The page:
Once considered to be one of the key candidates, Hamon has almost been forgotten: in the latest polls he has plummeted below 10% of voting intentions. Suffering from a lack of support from a large part of the Socialist Party and the competition on the left from Mélenchon, he has struggled to make himself heard in the campaign. The cast of runners is completed by a series of more or less colourful ‘small’ candidates, including Poutou, communist Nathalie Arthaud, shepherd Jean Lassalle, the ‘candidate of Frexit’ François Assalineau, the souverainiste Dupont-Aignan and the man who wants to colonise the Moon and Mars, Jacques Cheminade.
Scenarios for the second round
There are currently six likely scenarios for the second round. It is worth starting from the scenarios that include Le Pen. The most likely scenario for now is a run-off between Emmanuel Macron and Marine Le Pen. While both candidates’ support has been eroding, they are still ahead of the others. Le Pen in particular benefits from a solid voting base, as her supporters are highly convinced of their choice. Even Macron’s voting base has been firming up, suggesting that he could make it into the second round and beat Le Pen by a comfortable margin.
Other likely scenarios would see Le Pen oppose either Fillon or Mélénchon. If she were to oppose Fillon, she would be predicted to lose, albeit by a smaller margin (a 10% margin according to the latest CEVIPOF survey). The Le Pen – Mélenchon scenario, on the other hand, would be the run-off that no one would have ever expected. This scenario, in which Mélenchon would be expected to win, is also known as the ‘nightmare scenario for investors’ due to the high levels of uncertainty it would engender. Both candidates have radical economic programmes and are both in favour of the renegotiation of EU treaties and a possible Frexit.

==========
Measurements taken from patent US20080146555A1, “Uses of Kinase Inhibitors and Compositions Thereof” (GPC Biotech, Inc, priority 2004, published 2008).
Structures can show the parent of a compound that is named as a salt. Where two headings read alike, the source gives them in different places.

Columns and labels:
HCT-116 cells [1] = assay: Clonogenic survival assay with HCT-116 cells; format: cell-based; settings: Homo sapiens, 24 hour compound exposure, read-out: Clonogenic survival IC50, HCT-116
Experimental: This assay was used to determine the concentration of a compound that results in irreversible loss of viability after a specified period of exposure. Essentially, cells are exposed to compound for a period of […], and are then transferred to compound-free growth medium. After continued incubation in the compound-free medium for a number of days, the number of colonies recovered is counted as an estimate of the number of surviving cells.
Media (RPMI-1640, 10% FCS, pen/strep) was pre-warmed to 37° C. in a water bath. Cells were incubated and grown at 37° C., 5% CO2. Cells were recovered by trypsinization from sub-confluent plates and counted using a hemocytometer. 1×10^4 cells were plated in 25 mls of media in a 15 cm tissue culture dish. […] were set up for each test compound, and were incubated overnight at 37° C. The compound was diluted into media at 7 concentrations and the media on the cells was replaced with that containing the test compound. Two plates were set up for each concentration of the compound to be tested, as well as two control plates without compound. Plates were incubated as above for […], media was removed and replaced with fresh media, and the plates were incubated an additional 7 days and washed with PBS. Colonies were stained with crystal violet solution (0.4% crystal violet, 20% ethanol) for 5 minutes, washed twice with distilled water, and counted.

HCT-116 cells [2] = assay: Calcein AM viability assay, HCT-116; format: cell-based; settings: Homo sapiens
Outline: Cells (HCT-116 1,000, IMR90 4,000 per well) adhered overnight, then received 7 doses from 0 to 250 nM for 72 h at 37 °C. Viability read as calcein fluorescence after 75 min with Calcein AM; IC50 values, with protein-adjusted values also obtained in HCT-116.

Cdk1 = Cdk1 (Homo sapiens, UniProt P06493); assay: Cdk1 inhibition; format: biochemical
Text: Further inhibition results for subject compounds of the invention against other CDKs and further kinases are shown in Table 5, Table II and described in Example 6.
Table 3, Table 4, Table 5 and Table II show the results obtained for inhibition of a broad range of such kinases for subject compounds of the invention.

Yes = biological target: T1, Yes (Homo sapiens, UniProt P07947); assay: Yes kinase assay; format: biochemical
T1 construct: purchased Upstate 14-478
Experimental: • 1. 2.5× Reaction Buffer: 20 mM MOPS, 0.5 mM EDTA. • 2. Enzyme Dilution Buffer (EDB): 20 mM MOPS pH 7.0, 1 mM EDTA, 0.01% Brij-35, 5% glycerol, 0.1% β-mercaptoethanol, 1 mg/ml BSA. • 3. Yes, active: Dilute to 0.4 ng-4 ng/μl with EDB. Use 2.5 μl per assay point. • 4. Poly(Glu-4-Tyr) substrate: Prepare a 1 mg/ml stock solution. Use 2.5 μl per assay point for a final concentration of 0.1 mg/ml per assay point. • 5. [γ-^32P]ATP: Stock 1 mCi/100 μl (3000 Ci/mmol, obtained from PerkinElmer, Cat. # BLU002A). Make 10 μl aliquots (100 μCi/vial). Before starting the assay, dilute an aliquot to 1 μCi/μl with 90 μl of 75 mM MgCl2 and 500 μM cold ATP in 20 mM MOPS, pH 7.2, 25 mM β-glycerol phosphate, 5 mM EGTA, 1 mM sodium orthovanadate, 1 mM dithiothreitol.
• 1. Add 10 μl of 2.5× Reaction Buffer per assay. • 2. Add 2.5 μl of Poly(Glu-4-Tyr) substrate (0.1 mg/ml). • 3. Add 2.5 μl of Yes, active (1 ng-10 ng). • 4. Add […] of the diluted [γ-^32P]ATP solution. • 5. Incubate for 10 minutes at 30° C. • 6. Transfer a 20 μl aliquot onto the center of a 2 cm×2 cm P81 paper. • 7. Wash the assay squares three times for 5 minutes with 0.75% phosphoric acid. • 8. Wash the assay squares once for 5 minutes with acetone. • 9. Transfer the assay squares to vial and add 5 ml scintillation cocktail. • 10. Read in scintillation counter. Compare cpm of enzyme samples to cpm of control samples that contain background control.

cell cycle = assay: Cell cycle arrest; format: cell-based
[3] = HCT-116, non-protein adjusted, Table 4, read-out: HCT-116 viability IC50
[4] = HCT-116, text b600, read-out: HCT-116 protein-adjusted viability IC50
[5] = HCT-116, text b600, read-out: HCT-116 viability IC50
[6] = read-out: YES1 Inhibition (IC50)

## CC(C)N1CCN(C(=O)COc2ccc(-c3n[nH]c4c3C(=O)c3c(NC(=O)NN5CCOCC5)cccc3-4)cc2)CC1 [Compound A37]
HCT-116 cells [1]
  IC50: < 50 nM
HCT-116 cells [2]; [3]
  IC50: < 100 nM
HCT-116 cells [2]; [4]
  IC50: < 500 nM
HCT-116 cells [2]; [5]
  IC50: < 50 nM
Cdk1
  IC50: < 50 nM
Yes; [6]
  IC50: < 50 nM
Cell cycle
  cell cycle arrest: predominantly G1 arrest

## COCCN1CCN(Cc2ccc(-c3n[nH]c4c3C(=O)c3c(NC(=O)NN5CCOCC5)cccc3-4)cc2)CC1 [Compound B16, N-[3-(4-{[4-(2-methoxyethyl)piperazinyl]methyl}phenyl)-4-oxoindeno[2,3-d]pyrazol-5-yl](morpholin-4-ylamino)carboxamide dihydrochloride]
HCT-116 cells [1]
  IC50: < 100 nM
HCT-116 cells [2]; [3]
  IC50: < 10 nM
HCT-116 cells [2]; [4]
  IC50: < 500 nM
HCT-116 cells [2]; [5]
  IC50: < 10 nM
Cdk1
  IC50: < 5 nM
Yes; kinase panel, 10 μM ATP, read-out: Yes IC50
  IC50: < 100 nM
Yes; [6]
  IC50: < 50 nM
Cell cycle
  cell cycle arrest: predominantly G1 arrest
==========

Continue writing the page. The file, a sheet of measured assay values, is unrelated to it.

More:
Scenarios excluding Le Pen would see Macron oppose Fillon – winning easily, according to the polls – or see him face Mélenchon, a case in which he would also likely win, albeit by a smaller margin. The final, and least likely for now scenario would see Mélenchon oppose Fillon and according to Kantar-Sofres, the hard-left wing candidate would beat the former PM by a wide margin.
The short version of this is that in all scenarios in which they make it to the second round, Marine Le Pen loses and Emmanuel Macron wins. However, the period between the first and the second round could still provide some surprises – and indeed, so could the day of the election. In particular, undecided voters still have the power to swing the election in the first round. As the latest CEVIPOF survey indicates, one in four voters is still undecided, and in an election in which the main candidates are polling within a 5-point margin, where they come off the fence could ultimately make a big difference.
A final point needs to be made about whether the future of France will be decided in this presidential election. A qualified response would be ‘probably not’. While the presidential race is crucial in determining who will head France, it may not determine who will govern it. France is a semi-presidential system, so the President governs along with the Parliament. Whichever candidate wins the presidential election will need the support of the parliament – and it is highly likely that the parliamentary majority could come from a different party.
Macron, Le Pen and Mélénchon would most likely face the same challenge in June: that they could end up being presidents without a party to fully support them in the legislature, and find their powers greatly reduced by power sharing and compromises with the legislative majority. So enjoy the presidential race, but beware that it is only half of the story.
Note: This article gives the views of the author, and not the position of EUROPP – European Politics and Policy, nor of the London School of Economics.
Marta Lorimer – LSE
Marta Lorimer is a PhD candidate at the European Institute, London School of Economics. She holds a degree in European Studies from Sciences Po Paris and the LSE. Her research interests include far right parties, European politics and ideas of ‘Europe’.